Interest rate swap - agreement between 2 parties to swap cash flow on a fixed interest rate and a floating interest rate

Contrast to futures which are traded on an exchange and standardised products, swaps are negotiated individually (mostly with an intermediary e.g. investment bank).
They are referred to as ‘over the counter’ products.

10

What is a ‘swap’ in relation to derivatives? Describe, with the use of a diagram, how an interest rate swap works.

A swap is an agreement to exchange cash flows at specified times according to specified rules. Ownership of the asset or principle of the loan are not swapped. Two main swaps in property are property swaps and interest rate swaps.
Fixed for Floating Interest Rate Swap


In this example the property fund has swapped their variable rate loan (secured loan) for a fixed rate loan.
The payments of interest are the only cash flows that are swapped.
The RED arrows shows how the Company would pay the interest cost at a variable rate to the Bank who then passes this on to the property fund who in turn pays the variable rate on their secured loan.
The BLACK arrows show that the property fund pays a fixed rate of interest to the Bank. The Bank would charge a margin on the fixed rate they receive from the property fund and pass the remaining fixed interest payment to the Company, who would in turn pay the coupons on their corporate bonds.
In reality all cash flows would be netted off so there is essentially only one payment made.

11

How does a derivative product get its value?

A derivative products value is determined by the value of the underlying asset. For example, if the underlying asset increases in the value the value of a derivative that gives the holder the right to buy will also increase. Therefore the returns from derivative are based on the returns of the underlying asset

12

What right does the holder of a derivative product have?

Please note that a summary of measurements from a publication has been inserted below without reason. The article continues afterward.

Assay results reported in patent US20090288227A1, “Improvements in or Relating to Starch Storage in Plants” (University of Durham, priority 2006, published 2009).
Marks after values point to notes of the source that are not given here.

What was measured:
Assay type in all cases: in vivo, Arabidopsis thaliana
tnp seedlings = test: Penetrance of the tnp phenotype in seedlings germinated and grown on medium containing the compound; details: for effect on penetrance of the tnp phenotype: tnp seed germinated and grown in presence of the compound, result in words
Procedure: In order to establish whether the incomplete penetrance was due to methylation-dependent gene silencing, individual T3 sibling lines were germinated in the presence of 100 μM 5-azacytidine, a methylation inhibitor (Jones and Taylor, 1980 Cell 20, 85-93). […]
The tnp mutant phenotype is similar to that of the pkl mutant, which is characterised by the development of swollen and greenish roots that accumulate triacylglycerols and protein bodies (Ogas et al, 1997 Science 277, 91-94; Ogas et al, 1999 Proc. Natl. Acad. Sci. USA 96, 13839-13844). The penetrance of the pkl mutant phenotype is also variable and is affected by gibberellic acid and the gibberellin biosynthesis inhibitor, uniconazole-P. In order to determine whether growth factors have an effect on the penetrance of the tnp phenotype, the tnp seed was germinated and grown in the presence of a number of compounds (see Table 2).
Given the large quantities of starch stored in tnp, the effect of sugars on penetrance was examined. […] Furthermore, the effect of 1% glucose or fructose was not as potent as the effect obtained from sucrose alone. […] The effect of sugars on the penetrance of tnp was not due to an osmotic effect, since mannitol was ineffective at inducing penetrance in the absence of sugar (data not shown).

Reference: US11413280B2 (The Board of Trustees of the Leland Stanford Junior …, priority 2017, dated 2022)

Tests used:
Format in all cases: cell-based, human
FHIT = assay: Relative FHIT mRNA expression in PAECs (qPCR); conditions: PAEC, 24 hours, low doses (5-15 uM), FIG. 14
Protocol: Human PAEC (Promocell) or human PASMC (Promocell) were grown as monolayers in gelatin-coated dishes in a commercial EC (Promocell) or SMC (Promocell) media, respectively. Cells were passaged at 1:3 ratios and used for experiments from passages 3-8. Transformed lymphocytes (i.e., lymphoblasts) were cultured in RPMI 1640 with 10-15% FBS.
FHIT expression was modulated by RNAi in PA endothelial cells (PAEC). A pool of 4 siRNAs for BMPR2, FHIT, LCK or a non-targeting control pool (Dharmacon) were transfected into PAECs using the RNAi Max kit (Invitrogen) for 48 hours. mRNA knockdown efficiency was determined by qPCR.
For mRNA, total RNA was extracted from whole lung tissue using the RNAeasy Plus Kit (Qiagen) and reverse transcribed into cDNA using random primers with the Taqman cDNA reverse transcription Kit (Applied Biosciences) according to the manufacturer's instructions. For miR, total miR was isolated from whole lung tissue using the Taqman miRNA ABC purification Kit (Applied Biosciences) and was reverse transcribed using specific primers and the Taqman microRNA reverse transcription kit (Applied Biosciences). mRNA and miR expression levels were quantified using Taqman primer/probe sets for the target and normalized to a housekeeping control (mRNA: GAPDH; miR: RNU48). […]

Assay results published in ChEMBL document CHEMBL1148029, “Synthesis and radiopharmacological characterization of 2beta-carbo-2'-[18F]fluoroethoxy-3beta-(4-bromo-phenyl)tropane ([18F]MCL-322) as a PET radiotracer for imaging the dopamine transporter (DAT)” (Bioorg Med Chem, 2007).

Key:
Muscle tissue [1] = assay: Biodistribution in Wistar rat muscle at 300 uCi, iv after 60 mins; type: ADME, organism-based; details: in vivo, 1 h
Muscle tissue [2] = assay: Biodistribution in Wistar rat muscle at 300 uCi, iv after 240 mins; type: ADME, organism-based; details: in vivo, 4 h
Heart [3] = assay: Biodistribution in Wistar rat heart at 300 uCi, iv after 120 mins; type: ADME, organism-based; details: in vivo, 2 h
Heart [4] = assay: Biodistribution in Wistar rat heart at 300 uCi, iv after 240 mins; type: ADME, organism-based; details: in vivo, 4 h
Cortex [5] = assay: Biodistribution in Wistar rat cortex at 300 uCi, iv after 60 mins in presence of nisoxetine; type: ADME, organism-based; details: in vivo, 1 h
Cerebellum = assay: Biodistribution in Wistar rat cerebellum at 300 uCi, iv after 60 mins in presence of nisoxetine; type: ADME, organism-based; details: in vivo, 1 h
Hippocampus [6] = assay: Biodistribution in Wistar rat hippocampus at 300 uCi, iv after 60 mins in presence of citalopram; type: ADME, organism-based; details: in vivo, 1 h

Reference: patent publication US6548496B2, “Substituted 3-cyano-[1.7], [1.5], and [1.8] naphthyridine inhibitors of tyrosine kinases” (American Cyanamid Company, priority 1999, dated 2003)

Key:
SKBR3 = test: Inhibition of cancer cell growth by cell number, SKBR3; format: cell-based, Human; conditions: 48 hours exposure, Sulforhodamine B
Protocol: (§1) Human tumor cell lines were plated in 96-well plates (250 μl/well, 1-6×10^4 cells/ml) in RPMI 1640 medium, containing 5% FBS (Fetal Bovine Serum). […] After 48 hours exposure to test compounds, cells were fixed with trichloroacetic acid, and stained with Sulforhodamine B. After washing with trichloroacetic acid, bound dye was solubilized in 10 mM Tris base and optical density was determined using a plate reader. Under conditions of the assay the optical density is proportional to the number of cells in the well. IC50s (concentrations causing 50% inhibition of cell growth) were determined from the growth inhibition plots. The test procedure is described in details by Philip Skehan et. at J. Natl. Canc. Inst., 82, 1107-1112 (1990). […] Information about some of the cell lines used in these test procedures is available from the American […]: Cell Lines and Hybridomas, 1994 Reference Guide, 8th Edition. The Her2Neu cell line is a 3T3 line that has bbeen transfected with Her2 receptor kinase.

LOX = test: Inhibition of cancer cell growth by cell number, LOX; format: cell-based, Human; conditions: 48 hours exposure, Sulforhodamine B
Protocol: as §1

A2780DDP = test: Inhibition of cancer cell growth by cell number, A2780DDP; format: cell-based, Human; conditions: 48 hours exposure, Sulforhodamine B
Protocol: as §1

The holder of a derivative has the right to buy or sell the underlying asset at a certain point in the future at a price that is agreed upon today. The holder of a derivative does not own the underlying asset.

13

desribe feature of future contracts

A futures contact is a standardized contract traded on a formal exchange that gives the holder the right (and the obligation) to buy or sell the underlying asset at some point in the future at a price that is set today.

The purchaser of the futures contract is required to deposit a margin with the exchange to protect against losses that may be incurred from the contract (reducing risk of default).

Most futures contracts are settled by payment in cash of the profit or loss from the contract. Or by taking a reversing trade before maturity.

14

Identify and describe a two derivative products that can be used to manage interest rate risk.

Derivatives that can be used to manage interest rate risk include:
• Interest Rate Futures
• Interest Rate Swaps
• Interest Rate Options
• Interest Rate Caps and Collars
• Forward Rate Agreements

15

Identify and describe a two derivative products that can be used by a Property Fund to manage their exposure to a decline in property values.
ANSWER:

Derivatives that can be used to manage a decline in property values include: